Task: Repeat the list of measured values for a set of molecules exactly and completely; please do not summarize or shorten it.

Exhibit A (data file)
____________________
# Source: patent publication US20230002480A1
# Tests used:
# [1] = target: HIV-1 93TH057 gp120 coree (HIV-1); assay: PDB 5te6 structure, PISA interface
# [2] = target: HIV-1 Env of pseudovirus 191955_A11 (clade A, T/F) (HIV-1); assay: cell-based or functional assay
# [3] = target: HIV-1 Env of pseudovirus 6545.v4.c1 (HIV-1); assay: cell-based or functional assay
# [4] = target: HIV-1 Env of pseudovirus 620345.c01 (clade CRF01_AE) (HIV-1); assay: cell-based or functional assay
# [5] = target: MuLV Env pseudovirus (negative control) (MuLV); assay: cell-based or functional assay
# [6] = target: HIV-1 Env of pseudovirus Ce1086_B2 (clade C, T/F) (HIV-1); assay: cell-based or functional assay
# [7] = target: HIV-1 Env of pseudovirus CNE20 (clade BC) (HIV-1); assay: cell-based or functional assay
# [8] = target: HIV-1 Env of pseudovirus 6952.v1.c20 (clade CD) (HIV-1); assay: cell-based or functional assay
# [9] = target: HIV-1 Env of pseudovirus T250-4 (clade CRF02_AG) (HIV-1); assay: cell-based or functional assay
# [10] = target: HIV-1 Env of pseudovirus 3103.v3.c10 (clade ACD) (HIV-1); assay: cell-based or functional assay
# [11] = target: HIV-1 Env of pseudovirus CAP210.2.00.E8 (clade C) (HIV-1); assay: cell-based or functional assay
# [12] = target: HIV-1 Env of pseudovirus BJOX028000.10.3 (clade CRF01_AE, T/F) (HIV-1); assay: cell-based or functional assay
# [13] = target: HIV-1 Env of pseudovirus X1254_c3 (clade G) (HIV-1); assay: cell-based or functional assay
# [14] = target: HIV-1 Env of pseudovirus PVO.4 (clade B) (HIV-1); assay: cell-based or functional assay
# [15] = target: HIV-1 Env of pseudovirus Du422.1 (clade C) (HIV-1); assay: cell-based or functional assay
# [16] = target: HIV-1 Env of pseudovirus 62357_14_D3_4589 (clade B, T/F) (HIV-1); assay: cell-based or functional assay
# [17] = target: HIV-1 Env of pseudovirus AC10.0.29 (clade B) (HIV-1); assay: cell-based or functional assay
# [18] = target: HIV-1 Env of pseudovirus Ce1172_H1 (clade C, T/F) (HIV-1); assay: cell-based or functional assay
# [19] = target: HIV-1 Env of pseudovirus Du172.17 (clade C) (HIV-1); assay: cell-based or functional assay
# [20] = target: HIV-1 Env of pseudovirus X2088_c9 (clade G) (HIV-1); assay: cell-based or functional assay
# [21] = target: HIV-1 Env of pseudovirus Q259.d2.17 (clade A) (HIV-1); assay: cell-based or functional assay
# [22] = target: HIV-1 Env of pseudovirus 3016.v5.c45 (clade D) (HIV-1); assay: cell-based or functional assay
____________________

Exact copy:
# Source: patent publication US20230002480A1
# Tests used:
# [1] = target: HIV-1 93TH057 gp120 coree (HIV-1); assay: PDB 5te6 structure, PISA interface
# [2] = target: HIV-1 Env of pseudovirus 191955_A11 (clade A, T/F) (HIV-1); assay: cell-based or functional assay
# [3] = target: HIV-1 Env of pseudovirus 6545.v4.c1 (HIV-1); assay: cell-based or functional assay
# [4] = target: HIV-1 Env of pseudovirus 620345.c01 (clade CRF01_AE) (HIV-1); assay: cell-based or functional assay
# [5] = target: MuLV Env pseudovirus (negative control) (MuLV); assay: cell-based or functional assay
# [6] = target: HIV-1 Env of pseudovirus Ce1086_B2 (clade C, T/F) (HIV-1); assay: cell-based or functional assay
# [7] = target: HIV-1 Env of pseudovirus CNE20 (clade BC) (HIV-1); assay: cell-based or functional assay
# [8] = target: HIV-1 Env of pseudovirus 6952.v1.c20 (clade CD) (HIV-1); assay: cell-based or functional assay
# [9] = target: HIV-1 Env of pseudovirus T250-4 (clade CRF02_AG) (HIV-1); assay: cell-based or functional assay
# [10] = target: HIV-1 Env of pseudovirus 3103.v3.c10 (clade ACD) (HIV-1); assay: cell-based or functional assay
# [11] = target: HIV-1 Env of pseudovirus CAP210.2.00.E8 (clade C) (HIV-1); assay: cell-based or functional assay
# [12] = target: HIV-1 Env of pseudovirus BJOX028000.10.3 (clade CRF01_AE, T/F) (HIV-1); assay: cell-based or functional assay
# [13] = target: HIV-1 Env of pseudovirus X1254_c3 (clade G) (HIV-1); assay: cell-based or functional assay
# [14] = target: HIV-1 Env of pseudovirus PVO.4 (clade B) (HIV-1); assay: cell-based or functional assay
# [15] = target: HIV-1 Env of pseudovirus Du422.1 (clade C) (HIV-1); assay: cell-based or functional assay
# [16] = target: HIV-1 Env of pseudovirus 62357_14_D3_4589 (clade B, T/F) (HIV-1); assay: cell-based or functional assay
# [17] = target: HIV-1 Env of pseudovirus AC10.0.29 (clade B) (HIV-1); assay: cell-based or functional assay
# [18] = target: HIV-1 Env of pseudovirus Ce1172_H1 (clade C, T/F) (HIV-1); assay: cell-based or functional assay
# [19] = target: HIV-1 Env of pseudovirus Du172.17 (clade C) (HIV-1); assay: cell-based or functional assay
# [20] = target: HIV-1 Env of pseudovirus X2088_c9 (clade G) (HIV-1); assay: cell-based or functional assay
# [21] = target: HIV-1 Env of pseudovirus Q259.d2.17 (clade A) (HIV-1); assay: cell-based or functional assay
# [22] = target: HIV-1 Env of pseudovirus 3016.v5.c45 (clade D) (HIV-1); assay: cell-based or functional assay